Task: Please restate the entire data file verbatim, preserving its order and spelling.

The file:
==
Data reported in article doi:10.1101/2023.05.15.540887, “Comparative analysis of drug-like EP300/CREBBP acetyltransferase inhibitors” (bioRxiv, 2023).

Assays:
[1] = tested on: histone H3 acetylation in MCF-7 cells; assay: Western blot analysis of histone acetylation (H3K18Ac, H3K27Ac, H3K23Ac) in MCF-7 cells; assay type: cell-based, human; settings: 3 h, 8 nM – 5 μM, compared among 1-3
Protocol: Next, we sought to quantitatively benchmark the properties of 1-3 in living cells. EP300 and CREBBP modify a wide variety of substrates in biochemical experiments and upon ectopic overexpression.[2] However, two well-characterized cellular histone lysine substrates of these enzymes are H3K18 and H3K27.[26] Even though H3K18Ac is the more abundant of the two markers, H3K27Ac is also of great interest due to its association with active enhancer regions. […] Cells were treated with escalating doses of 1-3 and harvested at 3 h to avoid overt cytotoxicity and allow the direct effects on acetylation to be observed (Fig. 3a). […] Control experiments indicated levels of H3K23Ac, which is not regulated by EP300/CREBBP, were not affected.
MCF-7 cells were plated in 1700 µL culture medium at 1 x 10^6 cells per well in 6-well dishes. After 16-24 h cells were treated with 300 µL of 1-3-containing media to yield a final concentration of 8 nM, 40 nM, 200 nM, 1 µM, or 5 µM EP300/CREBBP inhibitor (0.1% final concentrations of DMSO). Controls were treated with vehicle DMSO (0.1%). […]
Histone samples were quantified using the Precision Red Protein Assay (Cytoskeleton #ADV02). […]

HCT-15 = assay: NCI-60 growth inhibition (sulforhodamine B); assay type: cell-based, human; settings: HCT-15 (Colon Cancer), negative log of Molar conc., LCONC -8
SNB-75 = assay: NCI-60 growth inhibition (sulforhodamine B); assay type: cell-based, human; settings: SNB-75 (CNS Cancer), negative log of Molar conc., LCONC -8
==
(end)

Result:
Data reported in article doi:10.1101/2023.05.15.540887, “Comparative analysis of drug-like EP300/CREBBP acetyltransferase inhibitors” (bioRxiv, 2023).

Assays:
[1] = tested on: histone H3 acetylation in MCF-7 cells; assay: Western blot analysis of histone acetylation (H3K18Ac, H3K27Ac, H3K23Ac) in MCF-7 cells; assay type: cell-based, human; settings: 3 h, 8 nM – 5 μM, compared among 1-3
Protocol: Next, we sought to quantitatively benchmark the properties of 1-3 in living cells. EP300 and CREBBP modify a wide variety of substrates in biochemical experiments and upon ectopic overexpression.[2] However, two well-characterized cellular histone lysine substrates of these enzymes are H3K18 and H3K27.[26] Even though H3K18Ac is the more abundant of the two markers, H3K27Ac is also of great interest due to its association with active enhancer regions. […] Cells were treated with escalating doses of 1-3 and harvested at 3 h to avoid overt cytotoxicity and allow the direct effects on acetylation to be observed (Fig. 3a). […] Control experiments indicated levels of H3K23Ac, which is not regulated by EP300/CREBBP, were not affected.
MCF-7 cells were plated in 1700 µL culture medium at 1 x 10^6 cells per well in 6-well dishes. After 16-24 h cells were treated with 300 µL of 1-3-containing media to yield a final concentration of 8 nM, 40 nM, 200 nM, 1 µM, or 5 µM EP300/CREBBP inhibitor (0.1% final concentrations of DMSO). Controls were treated with vehicle DMSO (0.1%). […]
Histone samples were quantified using the Precision Red Protein Assay (Cytoskeleton #ADV02). […]

HCT-15 = assay: NCI-60 growth inhibition (sulforhodamine B); assay type: cell-based, human; settings: HCT-15 (Colon Cancer), negative log of Molar conc., LCONC -8
SNB-75 = assay: NCI-60 growth inhibition (sulforhodamine B); assay type: cell-based, human; settings: SNB-75 (CNS Cancer), negative log of Molar conc., LCONC -8